An elephant’s bladder is more than 3000 times the size of a cat’s, yet the two animals take the same amount of time to urinate. That’s the surprising conclusion of a study previously released on the arXiv preprint server and set for publication this week in the Proceedings of the National Academy of Sciences. Videos shot of a range of different mammals reveal that, as long as the animals are larger than 3 kilograms, they take approximately 21 seconds to empty their bladders. To find out why, the researchers measured how quickly the urine flowed from their urethras. As an animal’s body size increases, so does the length of its urethra. Because an elephant’s urethra is longer than a cat’s, for example, gravity creates more pressure in the elephant’s urethra, pushing the urine through faster. The rule doesn’t hold for small animals like rats and bats, which take only 0.1 to 2 seconds to urinate. Their urethras are so thin that gravity doesn’t affect the flow of urine. Instead, surface tension pulls the urine through the urethra until it emerges in droplets (as in the video above). The researchers hope that their findings will help engineers build larger systems of pipes and reservoirs that don’t take as long to drain.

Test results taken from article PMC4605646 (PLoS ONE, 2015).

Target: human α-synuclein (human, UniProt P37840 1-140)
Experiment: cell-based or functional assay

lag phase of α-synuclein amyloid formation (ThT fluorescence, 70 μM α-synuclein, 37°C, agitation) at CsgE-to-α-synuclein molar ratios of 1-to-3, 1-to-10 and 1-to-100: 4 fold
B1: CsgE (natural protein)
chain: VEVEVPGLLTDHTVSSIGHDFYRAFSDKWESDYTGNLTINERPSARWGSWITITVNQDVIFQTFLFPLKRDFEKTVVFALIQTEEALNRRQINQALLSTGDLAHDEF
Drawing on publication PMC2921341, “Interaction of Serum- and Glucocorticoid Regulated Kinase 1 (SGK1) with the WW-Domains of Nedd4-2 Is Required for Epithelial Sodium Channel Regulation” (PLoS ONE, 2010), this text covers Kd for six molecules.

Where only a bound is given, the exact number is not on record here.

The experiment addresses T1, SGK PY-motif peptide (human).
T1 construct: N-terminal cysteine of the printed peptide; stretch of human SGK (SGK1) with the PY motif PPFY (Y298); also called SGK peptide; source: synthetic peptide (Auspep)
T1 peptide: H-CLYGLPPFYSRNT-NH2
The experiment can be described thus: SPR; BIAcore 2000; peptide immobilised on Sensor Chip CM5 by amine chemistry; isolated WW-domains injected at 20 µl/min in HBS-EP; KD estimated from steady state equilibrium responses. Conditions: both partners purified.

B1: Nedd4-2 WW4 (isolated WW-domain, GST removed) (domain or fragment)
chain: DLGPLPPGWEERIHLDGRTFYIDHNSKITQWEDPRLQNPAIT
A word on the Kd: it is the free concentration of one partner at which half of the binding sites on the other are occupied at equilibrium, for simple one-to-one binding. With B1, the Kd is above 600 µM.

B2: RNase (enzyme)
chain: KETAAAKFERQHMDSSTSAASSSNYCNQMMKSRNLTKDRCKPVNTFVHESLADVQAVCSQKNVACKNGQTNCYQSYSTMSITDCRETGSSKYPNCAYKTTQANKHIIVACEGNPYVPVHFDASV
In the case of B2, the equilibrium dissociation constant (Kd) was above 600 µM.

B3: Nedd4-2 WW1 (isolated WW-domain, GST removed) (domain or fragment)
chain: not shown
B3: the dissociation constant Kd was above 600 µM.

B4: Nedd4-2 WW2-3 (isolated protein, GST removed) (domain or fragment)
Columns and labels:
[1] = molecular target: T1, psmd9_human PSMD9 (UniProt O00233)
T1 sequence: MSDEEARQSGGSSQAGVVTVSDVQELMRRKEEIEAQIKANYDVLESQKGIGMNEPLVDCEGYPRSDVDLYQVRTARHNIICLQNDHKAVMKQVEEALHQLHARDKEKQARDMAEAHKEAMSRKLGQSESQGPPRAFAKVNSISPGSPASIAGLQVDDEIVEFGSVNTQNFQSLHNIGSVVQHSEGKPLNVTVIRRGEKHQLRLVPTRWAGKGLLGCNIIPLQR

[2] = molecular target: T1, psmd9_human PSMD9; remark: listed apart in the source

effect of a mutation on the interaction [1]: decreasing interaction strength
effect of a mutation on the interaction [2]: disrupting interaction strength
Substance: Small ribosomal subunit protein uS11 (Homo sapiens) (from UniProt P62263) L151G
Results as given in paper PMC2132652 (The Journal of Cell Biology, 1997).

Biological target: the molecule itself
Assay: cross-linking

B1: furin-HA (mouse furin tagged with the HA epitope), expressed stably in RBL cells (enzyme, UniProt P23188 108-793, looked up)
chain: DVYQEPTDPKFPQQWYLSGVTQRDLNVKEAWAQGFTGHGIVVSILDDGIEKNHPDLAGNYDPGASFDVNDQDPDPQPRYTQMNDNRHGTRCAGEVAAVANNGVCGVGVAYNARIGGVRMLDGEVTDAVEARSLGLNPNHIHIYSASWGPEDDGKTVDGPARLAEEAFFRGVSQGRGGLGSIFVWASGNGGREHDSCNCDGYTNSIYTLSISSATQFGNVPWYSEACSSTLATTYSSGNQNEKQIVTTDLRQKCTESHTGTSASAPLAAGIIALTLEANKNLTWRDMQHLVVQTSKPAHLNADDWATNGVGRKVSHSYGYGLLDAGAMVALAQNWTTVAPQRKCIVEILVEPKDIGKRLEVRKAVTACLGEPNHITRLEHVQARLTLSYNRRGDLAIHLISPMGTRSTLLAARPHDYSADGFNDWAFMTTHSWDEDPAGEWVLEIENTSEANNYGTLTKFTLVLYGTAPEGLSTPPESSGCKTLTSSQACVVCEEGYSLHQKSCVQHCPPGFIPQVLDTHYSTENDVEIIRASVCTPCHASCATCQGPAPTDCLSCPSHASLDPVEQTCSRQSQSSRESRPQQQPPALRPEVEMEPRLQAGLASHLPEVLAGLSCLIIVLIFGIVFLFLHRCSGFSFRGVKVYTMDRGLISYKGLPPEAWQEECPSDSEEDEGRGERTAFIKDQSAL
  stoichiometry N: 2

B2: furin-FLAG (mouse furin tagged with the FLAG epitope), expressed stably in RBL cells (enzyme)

(Video credit: Kenneth Breuer and Sharon Swartz, Brown University)